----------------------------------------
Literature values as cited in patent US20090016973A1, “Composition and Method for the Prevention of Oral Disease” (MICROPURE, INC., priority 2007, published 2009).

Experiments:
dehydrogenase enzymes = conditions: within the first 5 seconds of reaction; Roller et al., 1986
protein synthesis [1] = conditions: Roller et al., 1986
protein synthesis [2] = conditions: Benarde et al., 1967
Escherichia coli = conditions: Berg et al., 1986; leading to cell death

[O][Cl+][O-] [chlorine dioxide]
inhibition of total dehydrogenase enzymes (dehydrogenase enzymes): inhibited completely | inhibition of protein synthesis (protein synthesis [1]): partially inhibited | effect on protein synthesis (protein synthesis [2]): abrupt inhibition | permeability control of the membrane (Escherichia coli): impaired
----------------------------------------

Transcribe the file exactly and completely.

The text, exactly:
Literature values as cited in patent US20090016973A1, “Composition and Method for the Prevention of Oral Disease” (MICROPURE, INC., priority 2007, published 2009).

Experiments:
dehydrogenase enzymes = conditions: within the first 5 seconds of reaction; Roller et al., 1986
protein synthesis [1] = conditions: Roller et al., 1986
protein synthesis [2] = conditions: Benarde et al., 1967
Escherichia coli = conditions: Berg et al., 1986; leading to cell death

[O][Cl+][O-] [chlorine dioxide]
inhibition of total dehydrogenase enzymes (dehydrogenase enzymes): inhibited completely | inhibition of protein synthesis (protein synthesis [1]): partially inhibited | effect on protein synthesis (protein synthesis [2]): abrupt inhibition | permeability control of the membrane (Escherichia coli): impaired